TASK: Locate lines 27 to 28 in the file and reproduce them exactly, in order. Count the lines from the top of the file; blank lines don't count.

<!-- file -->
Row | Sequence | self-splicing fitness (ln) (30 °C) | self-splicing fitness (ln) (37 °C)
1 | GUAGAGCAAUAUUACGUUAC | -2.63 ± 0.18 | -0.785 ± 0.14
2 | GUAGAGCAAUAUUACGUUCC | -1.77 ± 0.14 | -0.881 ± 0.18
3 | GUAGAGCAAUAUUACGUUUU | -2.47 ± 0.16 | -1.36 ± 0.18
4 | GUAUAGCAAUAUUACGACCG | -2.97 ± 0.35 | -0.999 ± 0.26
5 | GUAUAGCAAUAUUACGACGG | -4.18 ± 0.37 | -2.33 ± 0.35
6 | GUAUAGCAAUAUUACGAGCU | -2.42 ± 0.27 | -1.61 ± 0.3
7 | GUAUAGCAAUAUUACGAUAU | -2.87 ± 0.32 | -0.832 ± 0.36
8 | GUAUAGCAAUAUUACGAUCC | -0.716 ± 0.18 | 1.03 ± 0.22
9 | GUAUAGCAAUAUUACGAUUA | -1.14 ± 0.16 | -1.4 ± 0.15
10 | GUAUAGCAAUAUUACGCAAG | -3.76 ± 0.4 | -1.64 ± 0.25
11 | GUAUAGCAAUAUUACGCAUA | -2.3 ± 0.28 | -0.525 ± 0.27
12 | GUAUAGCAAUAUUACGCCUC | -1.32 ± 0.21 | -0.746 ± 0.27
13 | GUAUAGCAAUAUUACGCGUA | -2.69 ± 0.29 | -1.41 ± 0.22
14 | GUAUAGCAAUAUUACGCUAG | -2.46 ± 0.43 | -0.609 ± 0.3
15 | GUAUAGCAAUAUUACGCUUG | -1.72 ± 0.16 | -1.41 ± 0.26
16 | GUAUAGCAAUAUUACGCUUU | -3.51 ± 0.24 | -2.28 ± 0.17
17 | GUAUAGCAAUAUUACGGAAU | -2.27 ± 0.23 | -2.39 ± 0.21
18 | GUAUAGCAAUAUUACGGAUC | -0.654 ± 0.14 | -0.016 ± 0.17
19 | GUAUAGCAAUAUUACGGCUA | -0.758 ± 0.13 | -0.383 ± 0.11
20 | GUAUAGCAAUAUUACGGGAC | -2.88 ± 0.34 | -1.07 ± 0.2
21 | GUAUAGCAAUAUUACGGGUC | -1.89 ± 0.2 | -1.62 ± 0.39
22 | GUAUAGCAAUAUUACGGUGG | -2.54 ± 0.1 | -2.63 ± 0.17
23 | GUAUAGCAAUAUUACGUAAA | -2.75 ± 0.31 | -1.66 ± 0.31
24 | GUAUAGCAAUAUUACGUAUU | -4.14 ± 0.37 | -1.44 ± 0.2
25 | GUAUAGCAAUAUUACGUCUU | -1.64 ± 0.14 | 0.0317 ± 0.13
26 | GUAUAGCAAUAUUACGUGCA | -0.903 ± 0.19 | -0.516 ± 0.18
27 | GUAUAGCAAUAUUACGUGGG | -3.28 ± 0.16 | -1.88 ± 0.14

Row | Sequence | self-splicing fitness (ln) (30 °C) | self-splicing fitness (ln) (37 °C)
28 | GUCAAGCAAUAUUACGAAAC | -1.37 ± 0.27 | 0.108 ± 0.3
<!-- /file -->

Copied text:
26 | GUAUAGCAAUAUUACGUGCA | -0.903 ± 0.19 | -0.516 ± 0.18
27 | GUAUAGCAAUAUUACGUGGG | -3.28 ± 0.16 | -1.88 ± 0.14